Trump's Georgia election trial might not conclude until 2025, says prosecutor

(Reuters) -Former U.S. President Donald Trump's election interference case in Georgia may not conclude until the winter of 2024 or early 2025 - during the final run-up to or perhaps even after the next election - the prosecutor leading the case said on Tuesday.

"I believe the trial will take many months and I don't expect that we will conclude until the winter or the very early part of 2025," Fulton County District Attorney Fani Willis said at a Washington Post Live event.

Voters will begin casting their ballots in the fall in the 2024 presidential election, in which Trump is the frontrunner for the Republican nomination to challenge Democratic President Joe Biden.

Willis dismissed concerns about the campaign, saying she does not "consider an election cycle or an election season" when bringing criminal cases.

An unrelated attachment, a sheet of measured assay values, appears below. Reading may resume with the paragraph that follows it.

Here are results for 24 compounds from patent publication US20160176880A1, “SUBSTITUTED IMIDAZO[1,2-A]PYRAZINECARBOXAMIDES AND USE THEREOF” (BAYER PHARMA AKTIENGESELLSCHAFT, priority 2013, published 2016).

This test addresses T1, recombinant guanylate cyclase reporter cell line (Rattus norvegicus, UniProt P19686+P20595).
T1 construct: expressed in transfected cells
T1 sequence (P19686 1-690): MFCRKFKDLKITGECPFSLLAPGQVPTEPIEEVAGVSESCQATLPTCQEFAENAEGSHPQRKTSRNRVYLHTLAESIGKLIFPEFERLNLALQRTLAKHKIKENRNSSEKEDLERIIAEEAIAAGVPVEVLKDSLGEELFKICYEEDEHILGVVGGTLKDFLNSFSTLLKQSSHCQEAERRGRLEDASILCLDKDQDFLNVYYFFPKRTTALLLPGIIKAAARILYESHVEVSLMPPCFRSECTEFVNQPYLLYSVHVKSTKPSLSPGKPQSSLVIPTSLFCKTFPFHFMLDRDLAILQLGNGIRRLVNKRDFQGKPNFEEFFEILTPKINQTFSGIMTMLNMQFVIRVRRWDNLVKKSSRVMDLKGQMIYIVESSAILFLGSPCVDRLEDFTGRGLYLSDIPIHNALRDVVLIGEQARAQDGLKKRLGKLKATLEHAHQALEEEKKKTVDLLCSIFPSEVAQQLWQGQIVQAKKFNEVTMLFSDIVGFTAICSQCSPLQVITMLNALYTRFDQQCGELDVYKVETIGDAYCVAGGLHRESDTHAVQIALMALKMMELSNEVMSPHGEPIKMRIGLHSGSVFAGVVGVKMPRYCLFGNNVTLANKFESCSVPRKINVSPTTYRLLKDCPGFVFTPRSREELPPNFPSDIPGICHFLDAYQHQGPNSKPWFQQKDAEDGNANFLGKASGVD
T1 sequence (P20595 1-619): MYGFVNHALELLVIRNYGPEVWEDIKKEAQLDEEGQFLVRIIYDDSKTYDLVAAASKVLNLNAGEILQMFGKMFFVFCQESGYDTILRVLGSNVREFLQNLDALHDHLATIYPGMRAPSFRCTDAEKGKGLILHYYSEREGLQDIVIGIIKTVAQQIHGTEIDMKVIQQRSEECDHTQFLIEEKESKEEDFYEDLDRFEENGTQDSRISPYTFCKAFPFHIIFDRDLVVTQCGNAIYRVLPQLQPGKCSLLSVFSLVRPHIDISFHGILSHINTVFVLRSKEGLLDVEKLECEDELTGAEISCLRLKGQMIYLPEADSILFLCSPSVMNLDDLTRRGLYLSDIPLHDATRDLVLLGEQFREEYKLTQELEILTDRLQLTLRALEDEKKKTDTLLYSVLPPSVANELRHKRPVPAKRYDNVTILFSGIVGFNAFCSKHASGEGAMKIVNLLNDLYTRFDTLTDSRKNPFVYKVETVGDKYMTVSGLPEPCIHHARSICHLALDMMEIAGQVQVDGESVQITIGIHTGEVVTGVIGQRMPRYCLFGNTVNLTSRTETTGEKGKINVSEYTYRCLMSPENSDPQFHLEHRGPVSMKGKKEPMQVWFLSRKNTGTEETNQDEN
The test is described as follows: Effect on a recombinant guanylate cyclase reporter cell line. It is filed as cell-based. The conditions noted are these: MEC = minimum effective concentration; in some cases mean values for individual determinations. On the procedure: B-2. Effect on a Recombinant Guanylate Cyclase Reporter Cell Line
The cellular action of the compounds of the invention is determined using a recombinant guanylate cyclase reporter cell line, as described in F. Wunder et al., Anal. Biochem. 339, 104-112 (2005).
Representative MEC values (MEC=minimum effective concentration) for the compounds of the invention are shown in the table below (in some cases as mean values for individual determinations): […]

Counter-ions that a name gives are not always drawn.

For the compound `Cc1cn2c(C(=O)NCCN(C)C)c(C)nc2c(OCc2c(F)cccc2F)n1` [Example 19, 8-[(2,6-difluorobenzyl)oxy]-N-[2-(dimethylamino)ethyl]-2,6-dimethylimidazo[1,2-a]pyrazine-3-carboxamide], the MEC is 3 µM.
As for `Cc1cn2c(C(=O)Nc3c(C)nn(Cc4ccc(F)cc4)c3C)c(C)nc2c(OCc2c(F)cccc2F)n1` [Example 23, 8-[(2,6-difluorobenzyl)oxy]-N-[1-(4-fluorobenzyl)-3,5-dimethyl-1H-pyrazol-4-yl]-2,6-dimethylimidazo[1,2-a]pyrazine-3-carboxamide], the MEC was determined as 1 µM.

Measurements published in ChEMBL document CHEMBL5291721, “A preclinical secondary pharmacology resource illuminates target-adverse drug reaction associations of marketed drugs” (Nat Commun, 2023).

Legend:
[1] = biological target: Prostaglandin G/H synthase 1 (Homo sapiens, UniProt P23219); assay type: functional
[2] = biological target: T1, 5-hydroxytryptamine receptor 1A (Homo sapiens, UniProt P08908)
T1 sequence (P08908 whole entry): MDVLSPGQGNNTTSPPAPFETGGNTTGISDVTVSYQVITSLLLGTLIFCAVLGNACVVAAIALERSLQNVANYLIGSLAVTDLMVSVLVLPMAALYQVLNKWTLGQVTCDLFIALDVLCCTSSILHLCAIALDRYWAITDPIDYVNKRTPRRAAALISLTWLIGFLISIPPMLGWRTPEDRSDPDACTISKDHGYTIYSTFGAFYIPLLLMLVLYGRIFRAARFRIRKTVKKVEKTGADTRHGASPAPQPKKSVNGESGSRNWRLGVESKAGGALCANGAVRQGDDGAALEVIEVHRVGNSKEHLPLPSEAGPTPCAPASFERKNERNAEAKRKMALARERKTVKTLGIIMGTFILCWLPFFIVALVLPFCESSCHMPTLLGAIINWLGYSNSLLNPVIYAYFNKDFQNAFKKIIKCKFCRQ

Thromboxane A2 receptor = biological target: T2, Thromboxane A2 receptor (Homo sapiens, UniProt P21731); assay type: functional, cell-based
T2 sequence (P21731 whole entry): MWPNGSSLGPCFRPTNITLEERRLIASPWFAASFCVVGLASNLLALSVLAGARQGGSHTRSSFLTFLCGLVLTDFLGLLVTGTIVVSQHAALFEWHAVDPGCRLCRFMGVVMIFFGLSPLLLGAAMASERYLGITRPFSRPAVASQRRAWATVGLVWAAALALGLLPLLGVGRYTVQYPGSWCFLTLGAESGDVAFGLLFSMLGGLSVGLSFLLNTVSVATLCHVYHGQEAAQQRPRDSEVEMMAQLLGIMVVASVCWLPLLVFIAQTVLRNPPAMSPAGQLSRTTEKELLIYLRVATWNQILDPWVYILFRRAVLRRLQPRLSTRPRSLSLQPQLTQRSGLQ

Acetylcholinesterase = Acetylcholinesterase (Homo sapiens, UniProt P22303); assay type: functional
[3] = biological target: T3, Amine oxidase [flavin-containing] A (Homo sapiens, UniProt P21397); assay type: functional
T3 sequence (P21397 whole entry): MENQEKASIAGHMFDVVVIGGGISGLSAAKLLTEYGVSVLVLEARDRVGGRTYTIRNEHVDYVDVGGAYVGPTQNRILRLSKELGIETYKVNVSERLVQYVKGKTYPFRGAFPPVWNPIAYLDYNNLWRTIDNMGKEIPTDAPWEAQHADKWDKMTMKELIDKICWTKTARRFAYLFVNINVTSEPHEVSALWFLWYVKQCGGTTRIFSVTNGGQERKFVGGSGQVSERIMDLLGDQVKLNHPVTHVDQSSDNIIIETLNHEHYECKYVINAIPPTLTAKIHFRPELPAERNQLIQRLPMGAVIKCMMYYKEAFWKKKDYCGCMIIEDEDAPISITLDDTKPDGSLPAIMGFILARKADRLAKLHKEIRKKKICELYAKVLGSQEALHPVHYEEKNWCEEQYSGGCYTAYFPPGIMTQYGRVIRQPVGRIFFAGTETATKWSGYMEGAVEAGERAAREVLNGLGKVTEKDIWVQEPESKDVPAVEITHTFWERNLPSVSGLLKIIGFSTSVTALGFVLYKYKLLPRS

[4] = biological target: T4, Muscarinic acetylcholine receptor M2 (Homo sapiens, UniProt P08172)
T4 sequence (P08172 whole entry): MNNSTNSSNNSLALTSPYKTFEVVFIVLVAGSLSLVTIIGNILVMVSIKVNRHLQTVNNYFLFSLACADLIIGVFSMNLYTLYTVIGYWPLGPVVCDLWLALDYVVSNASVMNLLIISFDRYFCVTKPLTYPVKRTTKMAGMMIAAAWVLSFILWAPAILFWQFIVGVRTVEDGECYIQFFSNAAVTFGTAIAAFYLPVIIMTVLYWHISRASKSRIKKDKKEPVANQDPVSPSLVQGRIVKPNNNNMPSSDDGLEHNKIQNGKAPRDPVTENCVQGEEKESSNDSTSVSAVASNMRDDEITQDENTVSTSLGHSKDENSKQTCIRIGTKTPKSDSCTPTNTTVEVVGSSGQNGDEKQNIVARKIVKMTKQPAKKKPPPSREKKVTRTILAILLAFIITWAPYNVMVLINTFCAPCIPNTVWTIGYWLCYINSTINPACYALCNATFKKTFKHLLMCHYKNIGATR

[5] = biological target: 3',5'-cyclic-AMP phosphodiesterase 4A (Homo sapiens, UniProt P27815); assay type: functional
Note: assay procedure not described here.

The judge presiding over the case has not yet set a trial date and has previously indicated the case may need to split into separate trials.

Trump and 18 others were initially charged with racketeering and other offenses for allegedly conspiring to overturn the results in Georgia, where Biden narrowly defeated Trump in 2020.

Four co-defendants, including three lawyers who worked for Trump or his 2020 campaign, have so far pleaded guilty to lesser charges. Trump and the remaining defendants have pleaded not guilty.

Willis also called it "disappointing" that video clips of statements some co-defendants provided to prosecutors as part of their guilty pleas were leaked to news outlets.

In one clip, former Trump lawyer Jenna Ellis, who pleaded guilty last month, said she was told by a top Trump aide in December 2020 that "the boss" did not plan to leave the White House "under any circumstances," according to media reports.

Willis filed an emergency motion on Tuesday to prevent people involved in the case from making evidence public. A court hearing is scheduled for Wednesday.

"I'm not happy it was released," Wills said of the footage.

(Reporting by Costas Pitas in Los Angeles and Andrew Goudsward in WashingtonEditing by Nick Zieminski)